Footprint

These are the poems by the Well Thumbed Poets read on Saturday 7 September at Well Thumbed Books, Cobargo, to music by violinist Elizabeth Andalis.

The event raised money for Far South Coast Animal Rescue and Wires.

The copyright to each poem below, other than the prologue and epilogue, belongs to its author. The prologue and epilogue are composed of a single line from each of the poems, arranged in different orders.

 

Prologue

I jump, startled
my feet want a path
Grey, oh grey, and so elegant
comfortable in its own fur
But how the birds loved that tree
sending a message
I know a street artist.  She works alone
A backdrop of a thousand greens
She sheds her leafy tears of many colours
That was a gentler time
while in our sleep we learned the song the world sings
The silence will be pierced by a solitary call
waistcoats striped with lightning
Like lemmings, the human race races
I have been the stars
I tell you this to break your heart
before it is too late

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The Belun Malu Choirs Project

Belun malu means ‘friendship’, and that is the heart of this project—to foster the ongoing friendship between Australia and Timor Leste through the joy of singing and playing music together. It brings singers from the Bega Valley together with the communities of Natarbora, Maliana, Lacluta and Dili in Timor Leste.

Over nearly a decade, the Belun Malu Choirs Project has inspired young Timorese students to undertake further musical study at home and abroad, in turn bringing that music home to share in their own communities.

The project began when the Bega Valley Advocates for Timor Leste (BVATL) signed a friendship agreement with the sub-district of Barique-Natarbora in 2004.

In 2010, following a visit to Timor Leste, Bega Valley Advocate Dave Crowden initiated the Instruments for Timor program which saw over 150 musical instruments gifted to the youth of Natarbora.

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Remembering Christchurch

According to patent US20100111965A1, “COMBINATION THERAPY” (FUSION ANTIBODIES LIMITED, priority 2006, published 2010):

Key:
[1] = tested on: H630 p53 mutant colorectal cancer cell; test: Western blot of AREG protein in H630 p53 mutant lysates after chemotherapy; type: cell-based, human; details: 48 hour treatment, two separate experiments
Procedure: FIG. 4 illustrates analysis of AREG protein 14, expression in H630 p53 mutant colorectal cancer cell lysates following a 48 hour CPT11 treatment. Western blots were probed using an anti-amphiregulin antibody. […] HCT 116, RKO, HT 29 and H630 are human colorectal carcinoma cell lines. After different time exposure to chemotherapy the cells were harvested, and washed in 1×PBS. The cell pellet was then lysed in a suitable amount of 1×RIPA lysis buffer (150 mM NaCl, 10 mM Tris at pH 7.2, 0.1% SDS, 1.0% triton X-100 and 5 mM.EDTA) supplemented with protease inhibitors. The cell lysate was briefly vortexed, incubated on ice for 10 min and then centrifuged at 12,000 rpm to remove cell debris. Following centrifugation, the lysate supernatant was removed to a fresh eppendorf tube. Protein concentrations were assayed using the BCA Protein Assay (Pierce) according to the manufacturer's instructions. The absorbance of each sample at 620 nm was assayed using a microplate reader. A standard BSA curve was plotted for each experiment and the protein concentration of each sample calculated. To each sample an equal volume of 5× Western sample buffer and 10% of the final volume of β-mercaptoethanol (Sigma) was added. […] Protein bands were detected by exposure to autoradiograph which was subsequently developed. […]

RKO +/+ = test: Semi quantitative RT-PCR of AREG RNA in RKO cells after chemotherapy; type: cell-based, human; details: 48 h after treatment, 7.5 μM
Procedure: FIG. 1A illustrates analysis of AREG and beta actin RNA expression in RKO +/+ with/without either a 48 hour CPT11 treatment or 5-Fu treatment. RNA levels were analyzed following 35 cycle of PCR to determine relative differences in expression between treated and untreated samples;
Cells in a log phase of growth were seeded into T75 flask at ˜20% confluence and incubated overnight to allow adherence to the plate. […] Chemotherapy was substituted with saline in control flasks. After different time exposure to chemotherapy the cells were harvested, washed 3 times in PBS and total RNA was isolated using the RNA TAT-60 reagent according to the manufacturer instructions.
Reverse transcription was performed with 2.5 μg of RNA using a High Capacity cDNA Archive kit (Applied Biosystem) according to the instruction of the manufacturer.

Kia Kaha

A solidarity event in response to the Christchurch mass shootings took place at Well Thumbed Books, Cobargo, on Saturday 13 April, three weeks after the shootings.

The texts in this document were read out at the event, in the order in which they appear. We’re offering them in this digital form so that people who attended the event can read the texts they heard, and people who didn’t attend can share this experience.

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‘Grow the Music’ Sunday 14 April

All are welcome at this year’s ‘Grow the Music’ Koori community concert, 3 pm Sunday 14 April at Wallaga Lake.

 

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Mistakes on October ‘Fridge Door’

Keen observers will have noticed that many of the listings in the ‘Regular Events’ section on the back page are incorrect – venues and times are correct but the days are wrong. We’re too late to correct the print version but the online copy of your October Triangle is now correct. We will try to contact the organisations concerned to alert them as soon as possible. In the meantime, our sincere apologies.

Check the correct version Fridge Door October 2018

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Bermagui Preschool’s Moodji Cultural Garden

The book Dark Emu by Bruce Pascoe puts forward a compelling argument for the reconsideration of the hunter-gather label for pre-colonial Aboriginal Australians. The evidence insists that Aboriginal people right across the continent were using domesticated plants, sowing, harvesting, irrigating and storing. Living in permanent dwellings, with meeting places, connected by paths and the use of simple equipment such as fishing traps, storage structures, and water craft is well documented in this book and other sources of research.